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Iran continues to thumb its nose at a global oil freeze

An Iranian oil worker rides his bicycle at the Tehran oil refinery, south of the capital Tehran, Iran.
AP Photo/Vahid Salemi
An oil refinery near Tehran that will likely become a little busier in the next few months.
Published This article is more than 2 years old.

Everything seemed to be in place for a bottom to the slide in oil prices. Major producers were cooperating on output and recruiting other countries to join them. US producers were cutting costs and output. Short-sellers were heading for the exits. The only thing in the way was Iran. Kept to the sidelines by sanctions related to its defunct nuclear program, the country wanted to get back in the game.

Russian energy minister Alexander Novak traveled to Tehran partially to arrive at an individual solution with Iran. Markets held out hope even though Iran’s oil minister, Bijan Namdar Zanganeh, had called a previous production freeze proposal “ridiculous.”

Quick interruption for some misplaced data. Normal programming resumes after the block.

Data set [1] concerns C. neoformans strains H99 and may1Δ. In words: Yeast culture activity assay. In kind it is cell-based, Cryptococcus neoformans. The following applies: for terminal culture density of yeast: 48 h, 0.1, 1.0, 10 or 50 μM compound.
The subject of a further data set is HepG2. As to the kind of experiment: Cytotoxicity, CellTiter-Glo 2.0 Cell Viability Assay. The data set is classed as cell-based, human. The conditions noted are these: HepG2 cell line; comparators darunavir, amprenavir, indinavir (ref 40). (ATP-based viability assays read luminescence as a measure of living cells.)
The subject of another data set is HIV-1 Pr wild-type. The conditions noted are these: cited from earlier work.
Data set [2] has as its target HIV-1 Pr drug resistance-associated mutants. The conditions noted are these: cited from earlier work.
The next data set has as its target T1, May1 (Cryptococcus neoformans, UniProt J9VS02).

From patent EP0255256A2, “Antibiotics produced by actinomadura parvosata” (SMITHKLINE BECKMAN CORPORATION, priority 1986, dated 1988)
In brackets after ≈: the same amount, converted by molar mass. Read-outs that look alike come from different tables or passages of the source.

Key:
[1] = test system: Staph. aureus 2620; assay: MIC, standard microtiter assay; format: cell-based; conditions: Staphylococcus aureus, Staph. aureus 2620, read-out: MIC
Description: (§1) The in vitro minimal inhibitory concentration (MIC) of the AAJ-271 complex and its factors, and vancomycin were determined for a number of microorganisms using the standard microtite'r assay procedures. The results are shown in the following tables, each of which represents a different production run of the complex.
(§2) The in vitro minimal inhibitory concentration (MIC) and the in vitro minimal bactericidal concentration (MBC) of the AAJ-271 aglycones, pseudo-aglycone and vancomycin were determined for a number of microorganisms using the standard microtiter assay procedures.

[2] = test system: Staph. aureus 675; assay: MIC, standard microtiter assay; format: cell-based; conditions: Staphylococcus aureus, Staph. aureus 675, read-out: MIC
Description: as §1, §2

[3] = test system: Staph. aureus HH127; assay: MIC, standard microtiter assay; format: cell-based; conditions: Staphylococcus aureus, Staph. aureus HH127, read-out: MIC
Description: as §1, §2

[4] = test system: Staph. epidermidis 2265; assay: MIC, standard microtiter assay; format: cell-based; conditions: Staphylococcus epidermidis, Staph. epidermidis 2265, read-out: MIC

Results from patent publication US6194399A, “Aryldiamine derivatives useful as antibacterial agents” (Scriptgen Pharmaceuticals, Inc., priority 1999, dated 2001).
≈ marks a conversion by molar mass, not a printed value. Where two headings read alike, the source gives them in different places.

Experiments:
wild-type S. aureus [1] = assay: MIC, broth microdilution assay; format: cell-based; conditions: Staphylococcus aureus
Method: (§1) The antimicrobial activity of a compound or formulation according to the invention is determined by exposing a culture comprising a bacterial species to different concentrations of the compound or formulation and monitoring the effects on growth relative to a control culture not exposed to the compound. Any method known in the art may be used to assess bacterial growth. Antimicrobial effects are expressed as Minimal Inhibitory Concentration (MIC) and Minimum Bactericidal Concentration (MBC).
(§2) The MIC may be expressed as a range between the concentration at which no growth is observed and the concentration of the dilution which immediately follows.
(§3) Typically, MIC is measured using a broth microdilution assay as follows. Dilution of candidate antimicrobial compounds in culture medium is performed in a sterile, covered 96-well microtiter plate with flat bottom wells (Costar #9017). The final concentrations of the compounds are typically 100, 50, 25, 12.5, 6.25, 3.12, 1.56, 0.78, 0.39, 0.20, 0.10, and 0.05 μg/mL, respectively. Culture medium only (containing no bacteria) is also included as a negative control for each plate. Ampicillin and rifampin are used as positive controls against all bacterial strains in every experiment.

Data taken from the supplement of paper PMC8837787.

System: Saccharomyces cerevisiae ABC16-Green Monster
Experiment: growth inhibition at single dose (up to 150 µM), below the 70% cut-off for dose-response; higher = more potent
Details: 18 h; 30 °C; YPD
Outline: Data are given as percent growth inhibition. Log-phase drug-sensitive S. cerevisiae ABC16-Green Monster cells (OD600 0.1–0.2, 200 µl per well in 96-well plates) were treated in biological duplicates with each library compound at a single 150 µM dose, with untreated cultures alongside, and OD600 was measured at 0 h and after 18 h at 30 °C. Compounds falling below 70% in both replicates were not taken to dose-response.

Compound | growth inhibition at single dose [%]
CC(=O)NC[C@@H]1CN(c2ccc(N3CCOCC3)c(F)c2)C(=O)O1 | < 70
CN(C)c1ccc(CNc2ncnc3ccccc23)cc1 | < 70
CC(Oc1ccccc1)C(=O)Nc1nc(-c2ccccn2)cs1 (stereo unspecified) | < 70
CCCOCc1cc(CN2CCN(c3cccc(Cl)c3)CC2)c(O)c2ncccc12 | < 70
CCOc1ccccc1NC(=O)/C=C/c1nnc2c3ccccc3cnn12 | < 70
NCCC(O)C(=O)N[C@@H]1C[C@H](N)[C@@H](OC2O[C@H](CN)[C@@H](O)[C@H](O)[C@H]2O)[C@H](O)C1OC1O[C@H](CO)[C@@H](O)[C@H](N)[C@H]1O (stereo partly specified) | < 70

It looks like Novak came up empty-handed. The individual solution reached, he reportedly said, is that ”we totally understand Iran’s position to increase production and revive its share in the global markets,” per the Shana news service. Zanganeh said Iran doesn’t even want to hear about a freeze until it gets back to pumping 4 million barrels per day, up from about 3 million barrels currently. It doesn’t matter that its efforts to export crude to Europe aren’t exactly going according to plan: This is a country on a mission.

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